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NBA Waiver Wire: Working the Wire

Charlie Zegers

Charlie Zegers

Charlie Zegers writes about fantasy sports for RotoWire.

Ordinarily, a five-player NBA trade would shake up rosters enough to create some new fantasy value. But this week’s New Orleans/Toronto deal may be the exception – the rare deal that actually decreases the value of everyone involved.

If there’s a winner, from a fantasy value perspective, it’s Jose Calderon (63% owned), who theoretically becomes the primary point guard in Toronto now. In the past, though, that’s been a mixed blessing. When the Raptors traded T.J. Ford and made Calderon the full-time point guard, his production suffered; he hasn’t been able to avoid nagging injuries, either. It’s possible that newly-acquired Jerryd Bayless (3% owned) could take on some of the combo guard role Jack had been playing, but Toronto has a few other candidates for that gig – most notably Leandro Barbosa (35% owned).

Peja Stojakovic (6%) has been showing signs of life recently in very limited minutes, but it’s unclear what his role will be in Toronto. Just hours after the trade was announced there was already talk that he was unhappy with the Raptors (making me wonder why he waived part of his trade kicker to facilitate the deal) and angling for a buyout or another trade. If he does stay in Toronto, he’ll be competing with Sonny Weems and Linas Kleiza for minutes.

Jarrett Jack’s value takes a significant hit with the trade, as he’s going from sometime starter to superstar’s backup. He’s currently owned in 47% of all Yahoo! leagues, but that number is too high given his new role. David Andersen (1% owned) could emerge as a nice complement to Emeka Okafor in the Hornets’ center rotation; his progress is worth watching. Marcus Banks (0% owned) is not.

The Shallow End and the Deep End

Last week, a reader posted a question about what constitutes a “shallow” vs. a “deep” league. Here’s how I look at it: a standard Yahoo! Fantasy NBA League has 10 teams and 15 players on each roster – so the player pool is 150 players deep. That’s my “standard.” If I recommend a player for standard leagues, that means “he’s a top-150 player, but he might be available to you.”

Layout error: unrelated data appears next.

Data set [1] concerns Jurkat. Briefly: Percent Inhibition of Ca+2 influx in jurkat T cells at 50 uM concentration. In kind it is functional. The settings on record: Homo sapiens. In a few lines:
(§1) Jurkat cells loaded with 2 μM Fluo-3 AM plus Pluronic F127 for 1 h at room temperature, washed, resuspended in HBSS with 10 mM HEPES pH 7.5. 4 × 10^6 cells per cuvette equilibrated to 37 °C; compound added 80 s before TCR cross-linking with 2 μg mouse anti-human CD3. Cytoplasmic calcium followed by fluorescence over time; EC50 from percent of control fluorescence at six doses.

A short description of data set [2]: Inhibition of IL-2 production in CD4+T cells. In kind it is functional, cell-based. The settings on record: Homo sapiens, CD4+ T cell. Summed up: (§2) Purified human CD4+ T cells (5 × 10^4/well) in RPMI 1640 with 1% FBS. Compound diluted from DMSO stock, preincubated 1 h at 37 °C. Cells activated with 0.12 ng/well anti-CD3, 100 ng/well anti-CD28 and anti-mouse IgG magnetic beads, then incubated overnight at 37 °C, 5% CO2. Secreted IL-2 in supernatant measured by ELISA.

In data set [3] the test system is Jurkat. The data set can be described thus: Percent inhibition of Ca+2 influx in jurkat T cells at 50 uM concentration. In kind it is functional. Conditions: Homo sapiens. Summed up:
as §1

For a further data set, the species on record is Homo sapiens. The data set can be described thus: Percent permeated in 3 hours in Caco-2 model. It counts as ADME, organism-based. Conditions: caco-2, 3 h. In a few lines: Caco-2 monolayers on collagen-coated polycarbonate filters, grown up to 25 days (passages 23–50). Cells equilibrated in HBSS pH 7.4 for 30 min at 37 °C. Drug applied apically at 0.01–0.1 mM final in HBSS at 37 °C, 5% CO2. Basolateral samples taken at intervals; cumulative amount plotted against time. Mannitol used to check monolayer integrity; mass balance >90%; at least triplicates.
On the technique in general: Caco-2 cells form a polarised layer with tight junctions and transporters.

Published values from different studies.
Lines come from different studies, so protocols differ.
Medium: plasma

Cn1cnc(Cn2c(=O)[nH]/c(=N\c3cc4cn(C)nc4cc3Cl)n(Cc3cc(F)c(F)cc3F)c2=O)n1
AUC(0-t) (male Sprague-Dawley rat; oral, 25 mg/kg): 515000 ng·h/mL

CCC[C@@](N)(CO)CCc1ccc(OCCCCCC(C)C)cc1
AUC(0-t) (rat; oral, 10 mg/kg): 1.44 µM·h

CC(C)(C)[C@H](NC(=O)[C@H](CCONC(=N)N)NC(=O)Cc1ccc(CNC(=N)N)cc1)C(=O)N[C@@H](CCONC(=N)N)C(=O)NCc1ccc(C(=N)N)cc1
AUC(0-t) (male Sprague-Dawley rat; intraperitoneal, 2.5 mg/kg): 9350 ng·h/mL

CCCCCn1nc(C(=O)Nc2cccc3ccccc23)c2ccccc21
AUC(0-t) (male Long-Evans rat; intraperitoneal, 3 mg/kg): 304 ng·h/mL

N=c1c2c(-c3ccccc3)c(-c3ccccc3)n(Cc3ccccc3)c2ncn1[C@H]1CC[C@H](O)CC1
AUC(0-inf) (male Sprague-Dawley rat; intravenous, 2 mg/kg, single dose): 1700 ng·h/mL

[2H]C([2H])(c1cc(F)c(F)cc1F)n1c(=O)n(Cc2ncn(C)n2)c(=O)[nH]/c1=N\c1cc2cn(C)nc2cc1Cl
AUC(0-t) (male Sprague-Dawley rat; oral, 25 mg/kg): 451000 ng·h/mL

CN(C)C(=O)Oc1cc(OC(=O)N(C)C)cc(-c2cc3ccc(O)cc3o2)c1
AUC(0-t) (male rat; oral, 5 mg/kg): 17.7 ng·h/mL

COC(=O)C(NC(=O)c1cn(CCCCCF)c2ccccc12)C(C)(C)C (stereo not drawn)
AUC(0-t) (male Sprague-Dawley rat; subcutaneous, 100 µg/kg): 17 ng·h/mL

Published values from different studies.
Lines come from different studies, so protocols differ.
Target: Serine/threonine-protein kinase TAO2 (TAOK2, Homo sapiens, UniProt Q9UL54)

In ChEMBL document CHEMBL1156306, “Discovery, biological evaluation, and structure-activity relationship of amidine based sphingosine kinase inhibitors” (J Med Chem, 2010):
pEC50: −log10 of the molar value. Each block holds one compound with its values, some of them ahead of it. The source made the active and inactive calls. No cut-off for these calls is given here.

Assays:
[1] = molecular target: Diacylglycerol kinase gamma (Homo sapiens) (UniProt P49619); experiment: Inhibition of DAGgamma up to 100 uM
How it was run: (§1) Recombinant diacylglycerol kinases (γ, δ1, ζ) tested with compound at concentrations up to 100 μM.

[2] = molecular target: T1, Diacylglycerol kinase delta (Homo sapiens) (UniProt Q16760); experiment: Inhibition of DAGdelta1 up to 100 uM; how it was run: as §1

Deep leagues is anything with a deeper player pool… that might mean 12 teams/15 player rosters, or it might mean eight teams and 20-player rosters. So a “deep league” recommendation translates as “he’s not a top-150 player necessarily, but he’s got some potential.”
My deeper league picks are usually a bit more speculative, whereas my standard league picks are generally based on a little more evidence.

Hope that helps.

Picks for the Week

All "percent owned" stats are taken from Yahoo! Fantasy Basketball - your mileage may vary.

Standard Leagues

Darko Milicic (59%) – If this keeps up, we might all have to admit that David Kahn knows what he’s doing. I’m not ready to live in that world. Not yet.

Terrence Williams (33%) – Williams has been struggling with an abdominal strain, which has limited him to 14 minutes of playing time since November 6. He says he’s 100 percent healthy now; look for him to play a major role in the Nets’ offense.

Erick Dampier (3%) – Don’t be surprised if he’s Miami’s starting center before long, giving the team a physical presence that Zydrunas Ilgauskas, Joel Anthony and Chris Bosh simply can’t match.

J.J. Redick (6%) – Speculative pick here – Vince Carter left Monday’s game with what he called “sharp pain” in his left knee. Redick could get significant playing time if Carter is sidelined.

Deep Leagues

Tiago Splitter (26%) – Splitter showed us a glimpse of things to come with an 18-point, five-board, two assist performance during the Spurs shellacking of the Cavs on November 22. In the Spurs’ next game, he played one minutes and didn’t score. Right now he’s stuck behind Antonio McDyess and Matt Bonner on the depth chart, but keep an eye on his minutes; he might be worth stashing.

Kelenna Azubuike (26%) – Azubuike has started participating in five-on-five scrimmages in practice. No official return date has been set, but sounds like it’s getting close.

C.J. Miles (18%) – Need threes? Miles has emerged as one of Utah’s go-to shooter from long range – though his 7-of-10 from deep against Portland on November 20 throws off the average just a touch.

Luther Head (3%) – Putting up nice numbers since replacing Beno Udrih in Sacramento’s starting backcourt. Rebounds particularly well for a point; he has five boards in three straight games.

Jordan Hill (1%) – Getting significant action with Yao Ming out – posted a season-high 14 points and career-best 10 boards in 22 minutes on Monday.

Follow Charlie on Twitter - @charliezegers

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